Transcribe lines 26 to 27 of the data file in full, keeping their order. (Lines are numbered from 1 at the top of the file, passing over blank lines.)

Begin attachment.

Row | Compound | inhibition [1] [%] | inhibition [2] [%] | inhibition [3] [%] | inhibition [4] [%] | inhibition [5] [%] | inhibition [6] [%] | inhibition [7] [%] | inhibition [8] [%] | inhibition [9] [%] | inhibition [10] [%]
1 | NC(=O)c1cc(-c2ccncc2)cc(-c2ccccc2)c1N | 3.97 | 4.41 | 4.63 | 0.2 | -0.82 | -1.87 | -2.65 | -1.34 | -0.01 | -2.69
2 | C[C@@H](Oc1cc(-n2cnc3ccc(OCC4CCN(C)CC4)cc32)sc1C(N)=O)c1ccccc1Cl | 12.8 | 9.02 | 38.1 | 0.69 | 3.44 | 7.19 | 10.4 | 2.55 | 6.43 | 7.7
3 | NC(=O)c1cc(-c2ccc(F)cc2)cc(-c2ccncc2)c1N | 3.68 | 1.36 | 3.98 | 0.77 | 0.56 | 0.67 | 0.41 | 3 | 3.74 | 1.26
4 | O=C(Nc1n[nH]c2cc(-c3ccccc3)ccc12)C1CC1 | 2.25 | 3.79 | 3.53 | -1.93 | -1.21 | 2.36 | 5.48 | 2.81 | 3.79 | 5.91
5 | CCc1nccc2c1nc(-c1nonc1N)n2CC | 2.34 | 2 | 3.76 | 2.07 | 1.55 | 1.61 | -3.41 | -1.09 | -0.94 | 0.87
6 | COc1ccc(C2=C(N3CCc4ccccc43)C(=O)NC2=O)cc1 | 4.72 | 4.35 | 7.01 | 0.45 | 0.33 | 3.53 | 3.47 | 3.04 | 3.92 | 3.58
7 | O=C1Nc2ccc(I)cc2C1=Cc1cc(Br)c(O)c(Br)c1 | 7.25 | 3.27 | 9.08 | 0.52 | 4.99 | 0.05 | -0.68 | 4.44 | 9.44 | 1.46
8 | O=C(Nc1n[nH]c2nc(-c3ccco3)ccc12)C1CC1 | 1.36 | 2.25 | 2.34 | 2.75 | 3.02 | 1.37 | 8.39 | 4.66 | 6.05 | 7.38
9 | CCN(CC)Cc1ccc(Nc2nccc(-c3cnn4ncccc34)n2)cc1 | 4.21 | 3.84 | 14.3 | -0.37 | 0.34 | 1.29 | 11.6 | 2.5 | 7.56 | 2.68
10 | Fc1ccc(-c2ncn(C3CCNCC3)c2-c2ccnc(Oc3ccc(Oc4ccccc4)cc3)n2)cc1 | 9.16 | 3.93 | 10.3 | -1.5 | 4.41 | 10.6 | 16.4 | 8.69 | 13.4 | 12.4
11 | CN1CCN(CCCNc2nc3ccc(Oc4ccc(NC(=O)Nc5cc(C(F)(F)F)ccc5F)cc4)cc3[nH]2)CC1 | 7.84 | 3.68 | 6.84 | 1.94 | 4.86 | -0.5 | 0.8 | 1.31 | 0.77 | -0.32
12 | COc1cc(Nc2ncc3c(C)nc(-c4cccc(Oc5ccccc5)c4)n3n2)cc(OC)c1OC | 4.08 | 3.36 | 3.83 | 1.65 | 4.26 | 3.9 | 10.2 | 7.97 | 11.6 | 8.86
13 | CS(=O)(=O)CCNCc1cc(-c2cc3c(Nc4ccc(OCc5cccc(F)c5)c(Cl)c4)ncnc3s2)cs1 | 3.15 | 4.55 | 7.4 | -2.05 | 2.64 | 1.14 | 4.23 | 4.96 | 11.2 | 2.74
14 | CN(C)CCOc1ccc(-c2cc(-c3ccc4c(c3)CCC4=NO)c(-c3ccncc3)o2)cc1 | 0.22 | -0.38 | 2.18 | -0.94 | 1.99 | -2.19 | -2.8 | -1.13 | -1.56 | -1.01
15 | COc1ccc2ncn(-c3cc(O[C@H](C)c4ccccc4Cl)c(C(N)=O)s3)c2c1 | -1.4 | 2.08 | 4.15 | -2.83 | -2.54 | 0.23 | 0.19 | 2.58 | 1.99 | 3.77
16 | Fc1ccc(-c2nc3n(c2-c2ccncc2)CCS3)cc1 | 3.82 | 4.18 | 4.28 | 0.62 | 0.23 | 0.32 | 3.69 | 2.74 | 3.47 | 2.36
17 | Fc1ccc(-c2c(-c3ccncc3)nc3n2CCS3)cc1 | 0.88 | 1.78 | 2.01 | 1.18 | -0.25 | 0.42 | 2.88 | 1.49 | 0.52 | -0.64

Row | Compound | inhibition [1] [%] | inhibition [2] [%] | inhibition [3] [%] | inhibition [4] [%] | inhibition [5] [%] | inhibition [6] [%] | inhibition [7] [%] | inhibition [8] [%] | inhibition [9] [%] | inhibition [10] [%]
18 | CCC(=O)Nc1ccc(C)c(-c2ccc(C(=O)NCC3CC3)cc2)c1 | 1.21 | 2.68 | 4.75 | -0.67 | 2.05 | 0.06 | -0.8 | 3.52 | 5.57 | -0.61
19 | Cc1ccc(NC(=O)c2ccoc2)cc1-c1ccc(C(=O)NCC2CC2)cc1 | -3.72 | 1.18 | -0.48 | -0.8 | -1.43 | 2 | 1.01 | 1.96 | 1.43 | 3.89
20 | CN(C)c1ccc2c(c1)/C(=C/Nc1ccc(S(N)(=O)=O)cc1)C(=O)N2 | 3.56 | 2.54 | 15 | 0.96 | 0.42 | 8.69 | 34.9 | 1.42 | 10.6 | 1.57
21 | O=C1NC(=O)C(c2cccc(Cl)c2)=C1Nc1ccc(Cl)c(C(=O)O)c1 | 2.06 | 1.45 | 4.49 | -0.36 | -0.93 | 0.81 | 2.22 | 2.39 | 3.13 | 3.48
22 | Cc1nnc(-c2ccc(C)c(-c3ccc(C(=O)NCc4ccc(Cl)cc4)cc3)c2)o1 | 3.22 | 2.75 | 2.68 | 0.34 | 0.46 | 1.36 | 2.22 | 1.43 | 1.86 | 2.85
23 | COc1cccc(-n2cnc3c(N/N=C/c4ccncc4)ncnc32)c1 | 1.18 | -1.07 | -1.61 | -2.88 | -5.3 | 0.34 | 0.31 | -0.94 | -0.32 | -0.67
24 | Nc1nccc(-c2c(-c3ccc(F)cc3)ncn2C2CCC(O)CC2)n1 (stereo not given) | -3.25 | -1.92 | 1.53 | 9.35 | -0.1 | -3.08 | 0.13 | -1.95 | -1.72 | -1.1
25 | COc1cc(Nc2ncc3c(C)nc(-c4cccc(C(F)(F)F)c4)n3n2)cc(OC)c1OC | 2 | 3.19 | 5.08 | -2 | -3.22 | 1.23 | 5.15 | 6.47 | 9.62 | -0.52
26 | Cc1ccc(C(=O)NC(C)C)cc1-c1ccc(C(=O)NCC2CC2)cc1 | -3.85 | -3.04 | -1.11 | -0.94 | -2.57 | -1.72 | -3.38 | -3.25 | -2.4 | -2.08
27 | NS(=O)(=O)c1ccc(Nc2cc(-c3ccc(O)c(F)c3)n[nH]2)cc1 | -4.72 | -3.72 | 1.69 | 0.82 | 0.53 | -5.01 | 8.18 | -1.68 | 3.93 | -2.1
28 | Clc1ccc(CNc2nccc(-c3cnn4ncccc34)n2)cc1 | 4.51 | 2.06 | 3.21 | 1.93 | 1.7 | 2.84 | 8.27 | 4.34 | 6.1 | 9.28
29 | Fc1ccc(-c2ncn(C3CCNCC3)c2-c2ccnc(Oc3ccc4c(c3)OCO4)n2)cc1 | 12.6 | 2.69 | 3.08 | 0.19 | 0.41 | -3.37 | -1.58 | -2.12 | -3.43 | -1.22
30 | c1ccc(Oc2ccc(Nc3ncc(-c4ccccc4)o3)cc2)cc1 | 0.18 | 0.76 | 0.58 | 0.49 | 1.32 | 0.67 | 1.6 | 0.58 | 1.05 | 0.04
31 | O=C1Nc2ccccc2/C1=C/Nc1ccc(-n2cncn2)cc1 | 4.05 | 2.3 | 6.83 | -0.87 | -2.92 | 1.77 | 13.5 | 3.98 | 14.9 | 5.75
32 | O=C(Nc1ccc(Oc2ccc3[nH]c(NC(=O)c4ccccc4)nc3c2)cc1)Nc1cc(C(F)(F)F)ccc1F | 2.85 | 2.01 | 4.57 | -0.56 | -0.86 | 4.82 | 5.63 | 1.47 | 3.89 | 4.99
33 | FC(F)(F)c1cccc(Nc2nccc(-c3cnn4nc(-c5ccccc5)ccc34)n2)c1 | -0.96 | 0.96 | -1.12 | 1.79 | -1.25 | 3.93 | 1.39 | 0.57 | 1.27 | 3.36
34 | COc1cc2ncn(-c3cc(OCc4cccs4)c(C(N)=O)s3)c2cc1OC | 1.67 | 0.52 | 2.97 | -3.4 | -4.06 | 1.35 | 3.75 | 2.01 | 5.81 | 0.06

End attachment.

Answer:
24 | Nc1nccc(-c2c(-c3ccc(F)cc3)ncn2C2CCC(O)CC2)n1 (stereo not given) | -3.25 | -1.92 | 1.53 | 9.35 | -0.1 | -3.08 | 0.13 | -1.95 | -1.72 | -1.1
25 | COc1cc(Nc2ncc3c(C)nc(-c4cccc(C(F)(F)F)c4)n3n2)cc(OC)c1OC | 2 | 3.19 | 5.08 | -2 | -3.22 | 1.23 | 5.15 | 6.47 | 9.62 | -0.52